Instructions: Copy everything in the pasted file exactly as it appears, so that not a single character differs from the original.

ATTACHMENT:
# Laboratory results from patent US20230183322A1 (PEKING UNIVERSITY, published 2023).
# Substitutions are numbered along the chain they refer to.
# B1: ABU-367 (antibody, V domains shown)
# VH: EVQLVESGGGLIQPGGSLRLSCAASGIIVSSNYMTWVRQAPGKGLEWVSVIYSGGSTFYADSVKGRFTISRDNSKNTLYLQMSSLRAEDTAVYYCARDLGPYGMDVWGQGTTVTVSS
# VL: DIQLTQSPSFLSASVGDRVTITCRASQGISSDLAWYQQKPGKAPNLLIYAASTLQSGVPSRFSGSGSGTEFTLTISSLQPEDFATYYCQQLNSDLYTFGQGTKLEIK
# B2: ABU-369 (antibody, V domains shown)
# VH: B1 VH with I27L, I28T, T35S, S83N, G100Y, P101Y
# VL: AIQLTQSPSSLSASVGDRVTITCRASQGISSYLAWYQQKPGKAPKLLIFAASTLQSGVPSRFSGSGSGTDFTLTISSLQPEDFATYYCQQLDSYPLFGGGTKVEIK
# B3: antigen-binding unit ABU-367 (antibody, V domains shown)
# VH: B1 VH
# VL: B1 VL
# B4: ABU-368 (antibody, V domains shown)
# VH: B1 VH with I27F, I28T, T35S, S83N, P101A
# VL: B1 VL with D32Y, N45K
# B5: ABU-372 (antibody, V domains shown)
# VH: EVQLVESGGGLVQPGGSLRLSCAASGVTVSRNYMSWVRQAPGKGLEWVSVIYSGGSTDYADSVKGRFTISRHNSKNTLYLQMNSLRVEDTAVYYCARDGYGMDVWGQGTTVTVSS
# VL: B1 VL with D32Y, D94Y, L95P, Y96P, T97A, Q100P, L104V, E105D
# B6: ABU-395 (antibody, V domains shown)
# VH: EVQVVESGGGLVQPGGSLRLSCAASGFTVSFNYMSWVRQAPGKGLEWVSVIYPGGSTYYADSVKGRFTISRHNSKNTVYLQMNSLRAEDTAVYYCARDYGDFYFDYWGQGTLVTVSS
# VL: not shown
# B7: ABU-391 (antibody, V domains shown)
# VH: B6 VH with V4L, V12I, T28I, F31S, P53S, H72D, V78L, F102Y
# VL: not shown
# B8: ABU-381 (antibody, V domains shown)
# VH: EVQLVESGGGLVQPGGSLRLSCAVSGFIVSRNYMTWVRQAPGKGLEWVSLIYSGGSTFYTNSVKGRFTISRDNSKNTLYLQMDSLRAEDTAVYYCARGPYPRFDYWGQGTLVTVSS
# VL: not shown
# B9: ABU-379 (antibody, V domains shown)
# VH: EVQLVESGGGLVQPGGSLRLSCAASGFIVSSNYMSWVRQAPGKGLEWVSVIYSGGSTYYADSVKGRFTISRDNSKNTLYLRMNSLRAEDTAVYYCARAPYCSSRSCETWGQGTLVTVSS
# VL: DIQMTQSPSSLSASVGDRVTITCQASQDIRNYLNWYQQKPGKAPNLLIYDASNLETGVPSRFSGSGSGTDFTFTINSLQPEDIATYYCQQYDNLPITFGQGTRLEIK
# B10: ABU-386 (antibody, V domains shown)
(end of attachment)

# Laboratory results from patent US20230183322A1 (PEKING UNIVERSITY, published 2023).
# Substitutions are numbered along the chain they refer to.
# B1: ABU-367 (antibody, V domains shown)
# VH: EVQLVESGGGLIQPGGSLRLSCAASGIIVSSNYMTWVRQAPGKGLEWVSVIYSGGSTFYADSVKGRFTISRDNSKNTLYLQMSSLRAEDTAVYYCARDLGPYGMDVWGQGTTVTVSS
# VL: DIQLTQSPSFLSASVGDRVTITCRASQGISSDLAWYQQKPGKAPNLLIYAASTLQSGVPSRFSGSGSGTEFTLTISSLQPEDFATYYCQQLNSDLYTFGQGTKLEIK
# B2: ABU-369 (antibody, V domains shown)
# VH: B1 VH with I27L, I28T, T35S, S83N, G100Y, P101Y
# VL: AIQLTQSPSSLSASVGDRVTITCRASQGISSYLAWYQQKPGKAPKLLIFAASTLQSGVPSRFSGSGSGTDFTLTISSLQPEDFATYYCQQLDSYPLFGGGTKVEIK
# B3: antigen-binding unit ABU-367 (antibody, V domains shown)
# VH: B1 VH
# VL: B1 VL
# B4: ABU-368 (antibody, V domains shown)
# VH: B1 VH with I27F, I28T, T35S, S83N, P101A
# VL: B1 VL with D32Y, N45K
# B5: ABU-372 (antibody, V domains shown)
# VH: EVQLVESGGGLVQPGGSLRLSCAASGVTVSRNYMSWVRQAPGKGLEWVSVIYSGGSTDYADSVKGRFTISRHNSKNTLYLQMNSLRVEDTAVYYCARDGYGMDVWGQGTTVTVSS
# VL: B1 VL with D32Y, D94Y, L95P, Y96P, T97A, Q100P, L104V, E105D
# B6: ABU-395 (antibody, V domains shown)
# VH: EVQVVESGGGLVQPGGSLRLSCAASGFTVSFNYMSWVRQAPGKGLEWVSVIYPGGSTYYADSVKGRFTISRHNSKNTVYLQMNSLRAEDTAVYYCARDYGDFYFDYWGQGTLVTVSS
# VL: not shown
# B7: ABU-391 (antibody, V domains shown)
# VH: B6 VH with V4L, V12I, T28I, F31S, P53S, H72D, V78L, F102Y
# VL: not shown
# B8: ABU-381 (antibody, V domains shown)
# VH: EVQLVESGGGLVQPGGSLRLSCAVSGFIVSRNYMTWVRQAPGKGLEWVSLIYSGGSTFYTNSVKGRFTISRDNSKNTLYLQMDSLRAEDTAVYYCARGPYPRFDYWGQGTLVTVSS
# VL: not shown
# B9: ABU-379 (antibody, V domains shown)
# VH: EVQLVESGGGLVQPGGSLRLSCAASGFIVSSNYMSWVRQAPGKGLEWVSVIYSGGSTYYADSVKGRFTISRDNSKNTLYLRMNSLRAEDTAVYYCARAPYCSSRSCETWGQGTLVTVSS
# VL: DIQMTQSPSSLSASVGDRVTITCQASQDIRNYLNWYQQKPGKAPNLLIYDASNLETGVPSRFSGSGSGTDFTFTINSLQPEDIATYYCQQYDNLPITFGQGTRLEIK
# B10: ABU-386 (antibody, V domains shown)